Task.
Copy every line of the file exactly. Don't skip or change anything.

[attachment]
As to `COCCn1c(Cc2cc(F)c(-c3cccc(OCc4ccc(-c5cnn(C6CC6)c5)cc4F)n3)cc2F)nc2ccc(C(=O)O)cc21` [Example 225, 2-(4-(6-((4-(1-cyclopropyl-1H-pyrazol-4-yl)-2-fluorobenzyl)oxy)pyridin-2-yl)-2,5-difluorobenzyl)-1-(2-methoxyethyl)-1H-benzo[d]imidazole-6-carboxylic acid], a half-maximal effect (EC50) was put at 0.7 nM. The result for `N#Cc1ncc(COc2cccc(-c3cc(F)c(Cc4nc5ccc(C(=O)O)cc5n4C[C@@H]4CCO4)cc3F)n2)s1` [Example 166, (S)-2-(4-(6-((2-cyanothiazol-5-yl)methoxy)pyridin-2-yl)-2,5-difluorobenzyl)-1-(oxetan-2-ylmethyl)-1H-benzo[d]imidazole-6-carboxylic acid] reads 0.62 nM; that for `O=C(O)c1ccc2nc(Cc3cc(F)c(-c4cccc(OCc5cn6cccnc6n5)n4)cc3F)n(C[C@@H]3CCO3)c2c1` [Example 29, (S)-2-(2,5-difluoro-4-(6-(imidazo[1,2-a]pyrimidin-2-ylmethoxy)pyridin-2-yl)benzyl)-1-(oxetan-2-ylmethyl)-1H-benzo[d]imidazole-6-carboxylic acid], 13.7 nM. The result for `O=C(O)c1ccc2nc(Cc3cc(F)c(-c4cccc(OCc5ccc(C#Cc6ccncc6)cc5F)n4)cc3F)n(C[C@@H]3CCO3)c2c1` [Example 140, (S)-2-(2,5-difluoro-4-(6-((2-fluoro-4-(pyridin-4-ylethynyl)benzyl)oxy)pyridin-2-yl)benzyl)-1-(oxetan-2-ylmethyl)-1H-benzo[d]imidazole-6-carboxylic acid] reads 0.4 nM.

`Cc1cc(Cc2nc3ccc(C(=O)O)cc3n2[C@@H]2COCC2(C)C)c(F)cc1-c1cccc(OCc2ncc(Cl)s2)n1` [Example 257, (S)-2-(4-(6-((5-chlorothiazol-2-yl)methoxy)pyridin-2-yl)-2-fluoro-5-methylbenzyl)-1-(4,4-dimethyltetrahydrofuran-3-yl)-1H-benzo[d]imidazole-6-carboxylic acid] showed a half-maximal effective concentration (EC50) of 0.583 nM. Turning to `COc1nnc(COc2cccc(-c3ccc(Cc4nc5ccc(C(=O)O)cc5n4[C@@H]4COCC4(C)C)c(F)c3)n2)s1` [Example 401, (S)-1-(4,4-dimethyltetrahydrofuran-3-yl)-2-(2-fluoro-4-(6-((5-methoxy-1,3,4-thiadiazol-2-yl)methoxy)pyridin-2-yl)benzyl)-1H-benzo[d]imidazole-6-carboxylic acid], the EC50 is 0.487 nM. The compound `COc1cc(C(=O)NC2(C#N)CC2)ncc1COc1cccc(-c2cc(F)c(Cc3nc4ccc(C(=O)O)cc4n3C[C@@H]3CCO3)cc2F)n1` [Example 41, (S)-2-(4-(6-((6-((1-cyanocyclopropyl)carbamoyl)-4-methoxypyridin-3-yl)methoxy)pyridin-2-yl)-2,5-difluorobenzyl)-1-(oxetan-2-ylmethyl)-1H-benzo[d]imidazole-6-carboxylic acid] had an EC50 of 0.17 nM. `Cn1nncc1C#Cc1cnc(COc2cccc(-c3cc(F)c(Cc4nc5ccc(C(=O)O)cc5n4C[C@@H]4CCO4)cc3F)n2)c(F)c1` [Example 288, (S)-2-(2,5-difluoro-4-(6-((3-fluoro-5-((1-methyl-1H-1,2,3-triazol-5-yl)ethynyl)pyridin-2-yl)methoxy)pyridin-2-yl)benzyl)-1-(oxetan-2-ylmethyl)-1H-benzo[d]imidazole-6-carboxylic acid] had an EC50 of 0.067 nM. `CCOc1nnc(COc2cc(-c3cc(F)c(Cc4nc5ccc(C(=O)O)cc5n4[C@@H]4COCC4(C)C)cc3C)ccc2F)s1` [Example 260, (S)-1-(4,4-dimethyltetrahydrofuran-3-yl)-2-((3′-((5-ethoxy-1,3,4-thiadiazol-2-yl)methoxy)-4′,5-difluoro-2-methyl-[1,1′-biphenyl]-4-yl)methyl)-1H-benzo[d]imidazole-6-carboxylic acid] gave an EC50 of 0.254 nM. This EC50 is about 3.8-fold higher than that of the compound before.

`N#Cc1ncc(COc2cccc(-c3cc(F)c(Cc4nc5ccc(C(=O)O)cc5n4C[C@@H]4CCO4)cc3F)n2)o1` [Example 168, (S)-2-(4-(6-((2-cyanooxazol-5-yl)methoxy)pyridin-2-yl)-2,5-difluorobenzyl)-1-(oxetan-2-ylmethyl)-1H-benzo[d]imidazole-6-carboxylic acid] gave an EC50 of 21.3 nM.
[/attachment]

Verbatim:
As to `COCCn1c(Cc2cc(F)c(-c3cccc(OCc4ccc(-c5cnn(C6CC6)c5)cc4F)n3)cc2F)nc2ccc(C(=O)O)cc21` [Example 225, 2-(4-(6-((4-(1-cyclopropyl-1H-pyrazol-4-yl)-2-fluorobenzyl)oxy)pyridin-2-yl)-2,5-difluorobenzyl)-1-(2-methoxyethyl)-1H-benzo[d]imidazole-6-carboxylic acid], a half-maximal effect (EC50) was put at 0.7 nM. The result for `N#Cc1ncc(COc2cccc(-c3cc(F)c(Cc4nc5ccc(C(=O)O)cc5n4C[C@@H]4CCO4)cc3F)n2)s1` [Example 166, (S)-2-(4-(6-((2-cyanothiazol-5-yl)methoxy)pyridin-2-yl)-2,5-difluorobenzyl)-1-(oxetan-2-ylmethyl)-1H-benzo[d]imidazole-6-carboxylic acid] reads 0.62 nM; that for `O=C(O)c1ccc2nc(Cc3cc(F)c(-c4cccc(OCc5cn6cccnc6n5)n4)cc3F)n(C[C@@H]3CCO3)c2c1` [Example 29, (S)-2-(2,5-difluoro-4-(6-(imidazo[1,2-a]pyrimidin-2-ylmethoxy)pyridin-2-yl)benzyl)-1-(oxetan-2-ylmethyl)-1H-benzo[d]imidazole-6-carboxylic acid], 13.7 nM. The result for `O=C(O)c1ccc2nc(Cc3cc(F)c(-c4cccc(OCc5ccc(C#Cc6ccncc6)cc5F)n4)cc3F)n(C[C@@H]3CCO3)c2c1` [Example 140, (S)-2-(2,5-difluoro-4-(6-((2-fluoro-4-(pyridin-4-ylethynyl)benzyl)oxy)pyridin-2-yl)benzyl)-1-(oxetan-2-ylmethyl)-1H-benzo[d]imidazole-6-carboxylic acid] reads 0.4 nM.

`Cc1cc(Cc2nc3ccc(C(=O)O)cc3n2[C@@H]2COCC2(C)C)c(F)cc1-c1cccc(OCc2ncc(Cl)s2)n1` [Example 257, (S)-2-(4-(6-((5-chlorothiazol-2-yl)methoxy)pyridin-2-yl)-2-fluoro-5-methylbenzyl)-1-(4,4-dimethyltetrahydrofuran-3-yl)-1H-benzo[d]imidazole-6-carboxylic acid] showed a half-maximal effective concentration (EC50) of 0.583 nM. Turning to `COc1nnc(COc2cccc(-c3ccc(Cc4nc5ccc(C(=O)O)cc5n4[C@@H]4COCC4(C)C)c(F)c3)n2)s1` [Example 401, (S)-1-(4,4-dimethyltetrahydrofuran-3-yl)-2-(2-fluoro-4-(6-((5-methoxy-1,3,4-thiadiazol-2-yl)methoxy)pyridin-2-yl)benzyl)-1H-benzo[d]imidazole-6-carboxylic acid], the EC50 is 0.487 nM. The compound `COc1cc(C(=O)NC2(C#N)CC2)ncc1COc1cccc(-c2cc(F)c(Cc3nc4ccc(C(=O)O)cc4n3C[C@@H]3CCO3)cc2F)n1` [Example 41, (S)-2-(4-(6-((6-((1-cyanocyclopropyl)carbamoyl)-4-methoxypyridin-3-yl)methoxy)pyridin-2-yl)-2,5-difluorobenzyl)-1-(oxetan-2-ylmethyl)-1H-benzo[d]imidazole-6-carboxylic acid] had an EC50 of 0.17 nM. `Cn1nncc1C#Cc1cnc(COc2cccc(-c3cc(F)c(Cc4nc5ccc(C(=O)O)cc5n4C[C@@H]4CCO4)cc3F)n2)c(F)c1` [Example 288, (S)-2-(2,5-difluoro-4-(6-((3-fluoro-5-((1-methyl-1H-1,2,3-triazol-5-yl)ethynyl)pyridin-2-yl)methoxy)pyridin-2-yl)benzyl)-1-(oxetan-2-ylmethyl)-1H-benzo[d]imidazole-6-carboxylic acid] had an EC50 of 0.067 nM. `CCOc1nnc(COc2cc(-c3cc(F)c(Cc4nc5ccc(C(=O)O)cc5n4[C@@H]4COCC4(C)C)cc3C)ccc2F)s1` [Example 260, (S)-1-(4,4-dimethyltetrahydrofuran-3-yl)-2-((3′-((5-ethoxy-1,3,4-thiadiazol-2-yl)methoxy)-4′,5-difluoro-2-methyl-[1,1′-biphenyl]-4-yl)methyl)-1H-benzo[d]imidazole-6-carboxylic acid] gave an EC50 of 0.254 nM. This EC50 is about 3.8-fold higher than that of the compound before.

`N#Cc1ncc(COc2cccc(-c3cc(F)c(Cc4nc5ccc(C(=O)O)cc5n4C[C@@H]4CCO4)cc3F)n2)o1` [Example 168, (S)-2-(4-(6-((2-cyanooxazol-5-yl)methoxy)pyridin-2-yl)-2,5-difluorobenzyl)-1-(oxetan-2-ylmethyl)-1H-benzo[d]imidazole-6-carboxylic acid] gave an EC50 of 21.3 nM.